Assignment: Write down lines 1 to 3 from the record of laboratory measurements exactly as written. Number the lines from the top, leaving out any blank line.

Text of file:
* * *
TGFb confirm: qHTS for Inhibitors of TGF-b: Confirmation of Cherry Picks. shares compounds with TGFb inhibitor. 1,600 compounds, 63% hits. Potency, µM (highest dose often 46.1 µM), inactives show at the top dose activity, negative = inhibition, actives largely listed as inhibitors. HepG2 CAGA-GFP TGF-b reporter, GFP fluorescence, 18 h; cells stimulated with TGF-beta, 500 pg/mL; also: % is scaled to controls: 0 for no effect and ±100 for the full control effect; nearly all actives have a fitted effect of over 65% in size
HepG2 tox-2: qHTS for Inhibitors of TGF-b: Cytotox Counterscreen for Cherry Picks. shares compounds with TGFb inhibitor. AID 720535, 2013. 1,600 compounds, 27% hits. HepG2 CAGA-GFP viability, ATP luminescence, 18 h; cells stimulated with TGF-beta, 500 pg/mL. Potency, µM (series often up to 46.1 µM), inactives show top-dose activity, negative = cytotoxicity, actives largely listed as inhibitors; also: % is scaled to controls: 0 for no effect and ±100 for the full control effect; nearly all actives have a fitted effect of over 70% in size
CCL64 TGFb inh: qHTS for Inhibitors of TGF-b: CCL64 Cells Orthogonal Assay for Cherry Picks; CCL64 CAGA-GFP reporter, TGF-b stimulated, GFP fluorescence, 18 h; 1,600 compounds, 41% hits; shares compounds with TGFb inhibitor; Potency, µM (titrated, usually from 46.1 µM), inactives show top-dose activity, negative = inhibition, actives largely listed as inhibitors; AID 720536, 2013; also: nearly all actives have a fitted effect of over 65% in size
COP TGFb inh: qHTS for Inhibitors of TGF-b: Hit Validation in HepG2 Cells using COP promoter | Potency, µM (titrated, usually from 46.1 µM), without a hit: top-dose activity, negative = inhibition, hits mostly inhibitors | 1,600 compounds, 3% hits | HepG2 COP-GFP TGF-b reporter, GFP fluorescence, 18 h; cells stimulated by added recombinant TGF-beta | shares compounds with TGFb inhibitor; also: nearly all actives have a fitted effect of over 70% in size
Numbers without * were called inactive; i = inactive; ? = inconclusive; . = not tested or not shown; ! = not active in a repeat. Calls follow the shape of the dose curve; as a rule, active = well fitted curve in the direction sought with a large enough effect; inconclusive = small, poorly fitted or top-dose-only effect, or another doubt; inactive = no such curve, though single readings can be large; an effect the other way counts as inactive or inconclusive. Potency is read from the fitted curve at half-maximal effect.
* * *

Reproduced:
TGFb confirm: qHTS for Inhibitors of TGF-b: Confirmation of Cherry Picks. shares compounds with TGFb inhibitor. 1,600 compounds, 63% hits. Potency, µM (highest dose often 46.1 µM), inactives show at the top dose activity, negative = inhibition, actives largely listed as inhibitors. HepG2 CAGA-GFP TGF-b reporter, GFP fluorescence, 18 h; cells stimulated with TGF-beta, 500 pg/mL; also: % is scaled to controls: 0 for no effect and ±100 for the full control effect; nearly all actives have a fitted effect of over 65% in size
HepG2 tox-2: qHTS for Inhibitors of TGF-b: Cytotox Counterscreen for Cherry Picks. shares compounds with TGFb inhibitor. AID 720535, 2013. 1,600 compounds, 27% hits. HepG2 CAGA-GFP viability, ATP luminescence, 18 h; cells stimulated with TGF-beta, 500 pg/mL. Potency, µM (series often up to 46.1 µM), inactives show top-dose activity, negative = cytotoxicity, actives largely listed as inhibitors; also: % is scaled to controls: 0 for no effect and ±100 for the full control effect; nearly all actives have a fitted effect of over 70% in size
CCL64 TGFb inh: qHTS for Inhibitors of TGF-b: CCL64 Cells Orthogonal Assay for Cherry Picks; CCL64 CAGA-GFP reporter, TGF-b stimulated, GFP fluorescence, 18 h; 1,600 compounds, 41% hits; shares compounds with TGFb inhibitor; Potency, µM (titrated, usually from 46.1 µM), inactives show top-dose activity, negative = inhibition, actives largely listed as inhibitors; AID 720536, 2013; also: nearly all actives have a fitted effect of over 65% in size